Friday, March 14, 2014

Big Ocean, Little Dog, Old Boats

 I wasn't happy with that last blog post.  Too much DIY and mechanical stuff, and not enough tropical scenery.  I know most of you guys don't tune in here to see photos of greasy diesels, although we do have our share of like minded weirdos. So we've decided to move back toward something nicer to look at.   Starting with a sunrise video:




As you can see, I started playing around with some time lapse and zoom features, and La Gringa found some nice music for that one.

The day after writing the previous post whining about how we never go boating anymore, we went boating. It was  a nice day and the photos came out suitably tropical and colorful, as usual.  It's so easy to take nice water photos here, the place is just so photogenic it's amazing.  I'm hoping you will agree and that these photos are an attractive alternative to what it looks like outside a lot of frozen windows up in North America this time of year.

No snow was shoveled  in the making of this post.



 In the previous post I mentioned that we had problems when we tried to start up the old 1992 model Mercury dinghy outboard that came with the sailboat.  I cleaned it up and changed the plugs and installed some gaskets and worked on the carburetor and got it running.  That's the short version.  This all took days. We finally decided that this past Sunday was a good day to risk taking the freshly patched up inflatable and newly running old outboard outside the marina.  And we wanted to go get another photo of an old ferro-cement wreck up against the rocks just outside the entrance to South Side Marina.  There's not much left of the old hull sticking up above the water these days.



We'd posted photos of this old hull some years ago when it was still recognizable as a hull.    We knew it was a wrecked boat. That was obvious. But we didn't know anything more about it. Since then there have been three hurricanes and a number of tropical storms through here.  The old boat is almost gone now. And we know more about it. This is one of the tales we've now collected after asking the old expats during the study of another sundown from the vantage point of Bob's Bar.

This boat was a ferro-cement sailboat owned by Bob Gascoine, the way we hear it. Some of you boaters out there may know of Bob, or perhaps you know of some of his work.  He and his partner, Jane Minty, are the principals of Wavey Line Publishing. They personally gathered most of the depth data you see on the only decent set of nautical charts for a lot of these islands. Anyhow, the boat was anchored over near South Dock during a storm. A big storm. This storm was worse than expected, I guess, or perhaps there were some other factors affecting decision making on that day.  The way we hear it, Bob Gascoine and Crazy George Taylor and several friends who could also have fit "crazy" in front of their names  decided to try to move the sloop to safety in the canals here.  The problem is that they tried to do it during the brief time that the eye of the storm passed over Providenciales.  And they got this close, before being swept onto the rocks by the returning winds. And here she sits, what's left of her.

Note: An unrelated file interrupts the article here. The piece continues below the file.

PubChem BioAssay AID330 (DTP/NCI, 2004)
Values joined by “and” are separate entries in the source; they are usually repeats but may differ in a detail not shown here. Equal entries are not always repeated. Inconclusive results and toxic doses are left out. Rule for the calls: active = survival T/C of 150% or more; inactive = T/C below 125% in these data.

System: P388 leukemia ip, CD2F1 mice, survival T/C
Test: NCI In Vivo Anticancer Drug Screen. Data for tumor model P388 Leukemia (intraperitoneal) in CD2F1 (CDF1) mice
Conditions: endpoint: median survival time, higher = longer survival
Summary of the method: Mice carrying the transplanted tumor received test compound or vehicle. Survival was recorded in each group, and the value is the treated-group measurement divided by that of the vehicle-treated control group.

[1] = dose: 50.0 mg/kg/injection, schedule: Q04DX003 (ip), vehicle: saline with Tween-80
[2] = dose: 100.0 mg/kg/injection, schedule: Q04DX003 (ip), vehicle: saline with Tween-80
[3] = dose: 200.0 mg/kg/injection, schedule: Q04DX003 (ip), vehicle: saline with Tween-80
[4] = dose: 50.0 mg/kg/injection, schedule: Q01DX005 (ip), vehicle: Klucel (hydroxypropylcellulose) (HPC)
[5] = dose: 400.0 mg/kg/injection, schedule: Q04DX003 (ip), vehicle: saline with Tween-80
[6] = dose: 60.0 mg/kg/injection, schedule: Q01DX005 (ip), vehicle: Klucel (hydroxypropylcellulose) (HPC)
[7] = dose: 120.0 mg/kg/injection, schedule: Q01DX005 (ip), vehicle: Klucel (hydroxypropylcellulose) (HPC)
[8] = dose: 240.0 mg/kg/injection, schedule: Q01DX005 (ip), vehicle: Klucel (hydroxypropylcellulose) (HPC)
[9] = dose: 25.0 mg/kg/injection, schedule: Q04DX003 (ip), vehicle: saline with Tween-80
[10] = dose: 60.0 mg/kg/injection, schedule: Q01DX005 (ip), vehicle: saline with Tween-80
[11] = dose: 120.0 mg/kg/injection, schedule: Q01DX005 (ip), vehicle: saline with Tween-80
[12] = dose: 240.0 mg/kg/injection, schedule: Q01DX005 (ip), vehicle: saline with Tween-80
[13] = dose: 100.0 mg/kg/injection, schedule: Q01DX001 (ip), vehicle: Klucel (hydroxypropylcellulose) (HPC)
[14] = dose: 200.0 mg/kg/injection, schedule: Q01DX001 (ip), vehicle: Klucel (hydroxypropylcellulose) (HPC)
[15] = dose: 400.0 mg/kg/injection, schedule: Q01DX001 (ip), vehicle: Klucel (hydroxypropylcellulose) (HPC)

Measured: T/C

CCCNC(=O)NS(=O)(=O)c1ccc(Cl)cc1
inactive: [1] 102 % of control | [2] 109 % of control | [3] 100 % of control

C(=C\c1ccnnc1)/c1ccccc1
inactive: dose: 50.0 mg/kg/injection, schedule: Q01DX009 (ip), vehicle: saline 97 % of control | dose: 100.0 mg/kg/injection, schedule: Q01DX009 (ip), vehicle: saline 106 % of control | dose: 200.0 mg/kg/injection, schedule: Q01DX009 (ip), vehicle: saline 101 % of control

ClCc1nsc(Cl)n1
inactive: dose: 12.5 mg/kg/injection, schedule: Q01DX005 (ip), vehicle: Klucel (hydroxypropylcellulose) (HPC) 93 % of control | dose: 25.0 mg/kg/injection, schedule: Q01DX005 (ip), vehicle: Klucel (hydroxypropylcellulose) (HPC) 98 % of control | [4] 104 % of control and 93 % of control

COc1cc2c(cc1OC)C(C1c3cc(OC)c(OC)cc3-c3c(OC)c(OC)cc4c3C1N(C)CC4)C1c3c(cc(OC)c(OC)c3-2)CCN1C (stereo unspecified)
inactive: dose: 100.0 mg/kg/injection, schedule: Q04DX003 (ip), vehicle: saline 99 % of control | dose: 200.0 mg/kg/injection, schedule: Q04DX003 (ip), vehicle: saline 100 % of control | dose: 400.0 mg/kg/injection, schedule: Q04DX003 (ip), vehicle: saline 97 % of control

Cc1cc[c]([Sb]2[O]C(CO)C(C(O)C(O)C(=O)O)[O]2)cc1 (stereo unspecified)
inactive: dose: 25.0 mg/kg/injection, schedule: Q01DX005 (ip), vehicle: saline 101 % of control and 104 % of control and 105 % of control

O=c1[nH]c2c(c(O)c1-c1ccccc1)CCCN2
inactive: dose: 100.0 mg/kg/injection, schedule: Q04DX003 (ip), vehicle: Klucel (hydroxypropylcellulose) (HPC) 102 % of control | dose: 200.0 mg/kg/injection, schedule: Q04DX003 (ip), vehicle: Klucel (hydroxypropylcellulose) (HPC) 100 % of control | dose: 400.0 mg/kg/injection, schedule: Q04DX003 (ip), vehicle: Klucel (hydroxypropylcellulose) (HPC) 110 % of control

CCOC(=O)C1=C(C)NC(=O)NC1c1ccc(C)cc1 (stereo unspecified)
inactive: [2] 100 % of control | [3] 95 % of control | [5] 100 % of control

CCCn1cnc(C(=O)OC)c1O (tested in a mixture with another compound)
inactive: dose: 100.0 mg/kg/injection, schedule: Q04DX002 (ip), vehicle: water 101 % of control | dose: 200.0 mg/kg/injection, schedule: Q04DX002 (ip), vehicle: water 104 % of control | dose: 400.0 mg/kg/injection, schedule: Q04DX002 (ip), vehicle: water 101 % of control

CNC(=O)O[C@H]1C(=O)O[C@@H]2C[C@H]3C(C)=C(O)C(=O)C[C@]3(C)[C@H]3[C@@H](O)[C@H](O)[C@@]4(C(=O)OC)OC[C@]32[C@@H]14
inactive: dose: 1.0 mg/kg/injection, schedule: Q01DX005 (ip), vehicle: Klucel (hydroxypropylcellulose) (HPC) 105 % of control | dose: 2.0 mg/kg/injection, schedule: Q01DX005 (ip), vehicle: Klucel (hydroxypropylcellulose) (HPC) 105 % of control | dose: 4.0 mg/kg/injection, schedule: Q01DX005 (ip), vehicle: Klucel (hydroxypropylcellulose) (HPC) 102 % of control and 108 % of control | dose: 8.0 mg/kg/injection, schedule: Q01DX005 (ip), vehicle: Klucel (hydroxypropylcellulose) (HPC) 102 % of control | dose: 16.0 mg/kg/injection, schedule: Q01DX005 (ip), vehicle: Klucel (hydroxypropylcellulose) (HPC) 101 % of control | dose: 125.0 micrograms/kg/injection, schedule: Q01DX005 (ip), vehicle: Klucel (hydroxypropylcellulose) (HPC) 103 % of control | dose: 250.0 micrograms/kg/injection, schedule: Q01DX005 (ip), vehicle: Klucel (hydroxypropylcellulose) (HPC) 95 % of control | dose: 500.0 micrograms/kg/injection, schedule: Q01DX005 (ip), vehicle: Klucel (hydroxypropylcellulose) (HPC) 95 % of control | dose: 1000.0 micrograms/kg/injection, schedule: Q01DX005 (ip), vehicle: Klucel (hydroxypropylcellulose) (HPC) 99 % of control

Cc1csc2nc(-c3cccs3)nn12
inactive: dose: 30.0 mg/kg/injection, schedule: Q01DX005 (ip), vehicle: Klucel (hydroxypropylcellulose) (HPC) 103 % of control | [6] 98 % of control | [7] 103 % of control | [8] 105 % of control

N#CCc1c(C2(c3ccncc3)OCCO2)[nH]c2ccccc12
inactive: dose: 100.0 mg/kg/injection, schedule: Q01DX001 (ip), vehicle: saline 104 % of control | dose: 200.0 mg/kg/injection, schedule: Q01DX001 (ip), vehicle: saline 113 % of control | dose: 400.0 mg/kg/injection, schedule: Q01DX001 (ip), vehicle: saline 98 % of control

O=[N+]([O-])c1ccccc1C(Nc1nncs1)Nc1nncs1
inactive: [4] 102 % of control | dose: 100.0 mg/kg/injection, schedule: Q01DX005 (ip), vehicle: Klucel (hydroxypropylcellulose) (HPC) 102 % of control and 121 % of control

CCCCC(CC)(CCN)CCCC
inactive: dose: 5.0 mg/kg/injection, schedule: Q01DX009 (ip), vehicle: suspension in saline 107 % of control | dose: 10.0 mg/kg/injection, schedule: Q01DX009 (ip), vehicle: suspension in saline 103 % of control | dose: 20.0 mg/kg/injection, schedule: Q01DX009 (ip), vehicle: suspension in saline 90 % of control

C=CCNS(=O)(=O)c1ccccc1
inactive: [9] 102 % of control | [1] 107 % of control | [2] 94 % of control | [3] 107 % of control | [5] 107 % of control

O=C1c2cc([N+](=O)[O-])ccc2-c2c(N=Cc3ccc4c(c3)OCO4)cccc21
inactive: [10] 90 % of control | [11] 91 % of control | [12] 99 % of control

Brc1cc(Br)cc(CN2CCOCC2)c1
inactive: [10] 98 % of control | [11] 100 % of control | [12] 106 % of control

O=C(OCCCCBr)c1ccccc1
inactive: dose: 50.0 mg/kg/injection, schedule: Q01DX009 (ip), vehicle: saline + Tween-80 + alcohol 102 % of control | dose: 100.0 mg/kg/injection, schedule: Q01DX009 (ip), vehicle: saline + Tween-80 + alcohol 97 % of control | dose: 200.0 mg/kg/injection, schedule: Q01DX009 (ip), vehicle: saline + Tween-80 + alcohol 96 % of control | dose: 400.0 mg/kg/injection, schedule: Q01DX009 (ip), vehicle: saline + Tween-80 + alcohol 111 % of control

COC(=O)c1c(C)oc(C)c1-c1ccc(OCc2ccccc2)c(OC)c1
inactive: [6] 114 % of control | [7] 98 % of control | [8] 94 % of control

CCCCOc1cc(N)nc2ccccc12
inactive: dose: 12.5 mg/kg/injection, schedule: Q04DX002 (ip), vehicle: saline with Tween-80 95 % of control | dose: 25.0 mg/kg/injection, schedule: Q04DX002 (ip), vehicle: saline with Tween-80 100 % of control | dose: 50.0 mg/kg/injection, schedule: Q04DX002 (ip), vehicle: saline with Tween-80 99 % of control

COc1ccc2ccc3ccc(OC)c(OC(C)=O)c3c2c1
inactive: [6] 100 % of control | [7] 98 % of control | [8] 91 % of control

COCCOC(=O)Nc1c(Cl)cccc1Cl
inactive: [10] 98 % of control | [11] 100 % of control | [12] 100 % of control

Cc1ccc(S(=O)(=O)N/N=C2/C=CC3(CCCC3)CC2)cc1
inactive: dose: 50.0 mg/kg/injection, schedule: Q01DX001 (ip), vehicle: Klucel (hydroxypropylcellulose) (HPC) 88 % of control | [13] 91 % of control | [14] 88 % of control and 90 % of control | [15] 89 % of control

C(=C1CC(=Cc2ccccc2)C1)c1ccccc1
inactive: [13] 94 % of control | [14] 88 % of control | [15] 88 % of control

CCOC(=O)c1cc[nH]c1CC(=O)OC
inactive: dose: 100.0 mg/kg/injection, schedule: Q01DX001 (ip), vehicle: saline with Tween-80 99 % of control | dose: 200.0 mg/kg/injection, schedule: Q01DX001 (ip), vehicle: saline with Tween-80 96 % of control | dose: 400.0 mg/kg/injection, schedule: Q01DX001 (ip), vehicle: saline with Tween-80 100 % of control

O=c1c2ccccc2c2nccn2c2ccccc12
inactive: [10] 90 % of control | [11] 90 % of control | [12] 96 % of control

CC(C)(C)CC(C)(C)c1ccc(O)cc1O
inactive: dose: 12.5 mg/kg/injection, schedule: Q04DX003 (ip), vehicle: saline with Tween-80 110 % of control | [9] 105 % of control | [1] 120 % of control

I've been in contact with Bob over the past few months, and it was in one of our email exchanges that I found out that he was the builder of the old wreck in Cooper Jack Bight that we've been kayaking around for years.  We're planning to sail Twisted Sheets up to the Abacos to visit with Jane and Bob on Manjack Cay.   Sadly for the island of Provo and a big part of  this little slice of the world,  George Taylor passed away a few months ago.  He left a heck of a footprint in the sands of the Turks and Caicos Islands.    I know we'll think of him every time I look at those patches on our old dinghy.   The glue that I used to patch the holes in our little boat came from Crazy George.

There are worst places than the south side of Providenciales to spend the remainder of your days, if you're a shipwreck. Or even if you're not. We like this little stretch of coastline a lot.  There are a few small and secluded stretches of beach that are accessible by boat.


I know we've shown photos of this area many times in this blog. We come here quite often.  It's very close to the marina where we spend so much of our time. And we never get tired of the water here. It's one of those places where you can just relax. And it's a very benign place to take a dip. Unless you're a ferro-cement sloop during a hurricane, I suppose.  I'd bet the scene was entirely different on that day.


We ran our new old inflatable and antediluvian outboard back and forth across the bay here up to a good stretch of beach so I could take the cover off the motor.  I needed to run it wide open while I fiddled with the mixture screw on the carburetor. 


Ah, take a look at that beach.   Not a footprint on it.   Not even any dog prints.  And that's unusual.  Dooley the Demented is almost always the first one off the boat into the water, and the first one ashore. And he usually dashes up and down the beach for several minutes until we can get ashore. He likes to thoroughly mess up the sand before we can get a photo of it. But not this time.  We were ashore, walking around taking  photos and we looked around and there was no dog.